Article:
Anniversaries and the rituals surrounding them are extremely important to societies, as they are to individuals. They help preserve memory and the meaning of why we are what we are, reinvigorating hopefully the best in us, even if the ritual seems trite. Sept. 11 must be commemorated just as the site of the World Trade Center will be memorialized. The problem is when proportion and purpose are lost to expedience and self-congratulation. The problem is when the original event is remade into a stepping stone to something entirely divorced from its meaning. That something can be as ugly and self-serving as the original event should be meditative and humbling.

Examples abound of other nations turning memorials into cause for breast-beating. The bigger the memorials, the louder the arrogance, or insecurity. Think of Soviet statuary, or the self-aggrandizing monuments to the pharaohs, to Saddam Hussein. In 1982 Maya Lin showed how memorials could be much more than slabs of granite with her design of the Vietnam War Memorial. Sunk into the grounds of the Mall in Washington, D.C., the memorial is an awesome rendition of the private price of public folly, the more awesome for being understated. It struck a chord deeper than anyone expected. It also inadvertently made memorials hip: Memorials as tourist draws. And boosters thought: The bigger, the better.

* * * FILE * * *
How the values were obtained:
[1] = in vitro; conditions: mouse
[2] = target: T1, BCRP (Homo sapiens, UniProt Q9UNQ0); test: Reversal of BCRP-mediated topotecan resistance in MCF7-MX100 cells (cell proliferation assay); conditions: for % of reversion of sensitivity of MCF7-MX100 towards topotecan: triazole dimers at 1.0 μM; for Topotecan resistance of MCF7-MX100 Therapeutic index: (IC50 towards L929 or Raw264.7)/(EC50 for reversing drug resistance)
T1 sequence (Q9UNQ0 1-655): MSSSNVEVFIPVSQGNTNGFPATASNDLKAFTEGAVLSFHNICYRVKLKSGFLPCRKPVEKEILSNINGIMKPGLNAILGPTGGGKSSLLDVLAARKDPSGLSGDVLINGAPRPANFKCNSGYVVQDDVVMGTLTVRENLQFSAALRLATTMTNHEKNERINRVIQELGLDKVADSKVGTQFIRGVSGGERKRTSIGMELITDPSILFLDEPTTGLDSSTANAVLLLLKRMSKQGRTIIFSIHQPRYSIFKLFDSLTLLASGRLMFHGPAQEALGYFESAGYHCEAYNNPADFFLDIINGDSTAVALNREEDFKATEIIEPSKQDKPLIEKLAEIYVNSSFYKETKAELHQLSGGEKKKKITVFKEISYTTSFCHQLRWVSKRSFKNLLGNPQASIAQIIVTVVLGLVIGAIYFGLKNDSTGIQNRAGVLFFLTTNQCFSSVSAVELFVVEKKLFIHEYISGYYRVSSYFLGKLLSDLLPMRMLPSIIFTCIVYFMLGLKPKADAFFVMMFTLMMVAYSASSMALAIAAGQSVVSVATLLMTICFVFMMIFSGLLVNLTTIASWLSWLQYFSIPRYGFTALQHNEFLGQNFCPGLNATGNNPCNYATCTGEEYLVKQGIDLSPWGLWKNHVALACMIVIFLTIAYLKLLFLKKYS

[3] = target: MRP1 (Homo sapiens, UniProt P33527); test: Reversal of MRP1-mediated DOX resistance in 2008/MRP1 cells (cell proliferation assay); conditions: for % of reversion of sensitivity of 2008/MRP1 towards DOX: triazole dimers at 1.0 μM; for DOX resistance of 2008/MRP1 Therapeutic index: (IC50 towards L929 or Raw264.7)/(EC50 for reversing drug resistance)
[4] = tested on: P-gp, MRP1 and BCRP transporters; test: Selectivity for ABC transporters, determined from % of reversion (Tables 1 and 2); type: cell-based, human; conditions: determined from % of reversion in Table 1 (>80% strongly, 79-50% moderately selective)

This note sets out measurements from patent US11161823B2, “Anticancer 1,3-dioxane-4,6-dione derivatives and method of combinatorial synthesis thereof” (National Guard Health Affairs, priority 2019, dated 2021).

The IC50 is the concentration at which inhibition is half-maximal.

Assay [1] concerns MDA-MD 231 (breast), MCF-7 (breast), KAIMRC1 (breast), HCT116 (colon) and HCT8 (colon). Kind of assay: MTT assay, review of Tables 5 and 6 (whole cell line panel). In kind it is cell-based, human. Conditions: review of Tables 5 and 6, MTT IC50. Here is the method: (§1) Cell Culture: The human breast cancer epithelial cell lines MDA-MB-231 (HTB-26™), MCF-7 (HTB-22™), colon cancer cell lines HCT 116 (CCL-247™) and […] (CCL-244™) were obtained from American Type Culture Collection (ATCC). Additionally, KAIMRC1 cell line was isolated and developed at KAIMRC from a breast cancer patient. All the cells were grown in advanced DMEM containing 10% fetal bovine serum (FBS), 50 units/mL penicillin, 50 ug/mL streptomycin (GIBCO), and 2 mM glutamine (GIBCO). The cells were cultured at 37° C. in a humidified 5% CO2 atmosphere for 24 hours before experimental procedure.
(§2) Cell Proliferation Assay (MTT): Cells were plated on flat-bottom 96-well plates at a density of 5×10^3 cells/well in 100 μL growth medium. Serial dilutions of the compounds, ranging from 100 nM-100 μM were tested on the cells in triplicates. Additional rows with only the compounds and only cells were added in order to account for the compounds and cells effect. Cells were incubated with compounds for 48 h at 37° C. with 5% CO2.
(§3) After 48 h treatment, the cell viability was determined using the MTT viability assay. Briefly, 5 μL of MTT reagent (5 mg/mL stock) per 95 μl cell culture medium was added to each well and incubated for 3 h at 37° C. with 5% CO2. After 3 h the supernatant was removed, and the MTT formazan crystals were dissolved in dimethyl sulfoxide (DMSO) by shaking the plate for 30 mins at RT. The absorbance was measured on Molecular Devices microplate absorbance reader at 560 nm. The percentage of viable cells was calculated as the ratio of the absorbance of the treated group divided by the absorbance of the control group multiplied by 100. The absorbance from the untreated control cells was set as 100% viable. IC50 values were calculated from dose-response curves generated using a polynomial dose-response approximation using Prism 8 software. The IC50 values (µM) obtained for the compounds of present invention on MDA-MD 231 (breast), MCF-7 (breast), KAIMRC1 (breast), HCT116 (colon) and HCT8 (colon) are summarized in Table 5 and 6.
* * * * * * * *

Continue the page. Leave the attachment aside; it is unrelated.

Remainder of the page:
Memorials as massive blares — or worse, economic development — began in Oklahoma City after the bombing of the Alfred P. Murrah building. The idea is striking, with two arches at either end of a reflecting pool, and the time before and after the blast imprinted atop the arches. But the thing is enormous. It is far bigger than the too-big World War II memorial planned for the Mall in Washington, D.C. And it is designed more as a money-making draw for downtown merchants than as a commemoration of the 163 people killed there on April 19, 1995. (A plaque celebrating "First Responder Teams" and other rescue workers is more hero-worship of those who did their job that day than reflection for those who died.) If Oklahoma City’s version of April 19 is preview to Lower Manhattan’s version of Sept. 11, architects might as well start looking for inspiration from Albert Speer instead of Maya Lin. That would be a tragedy in itself.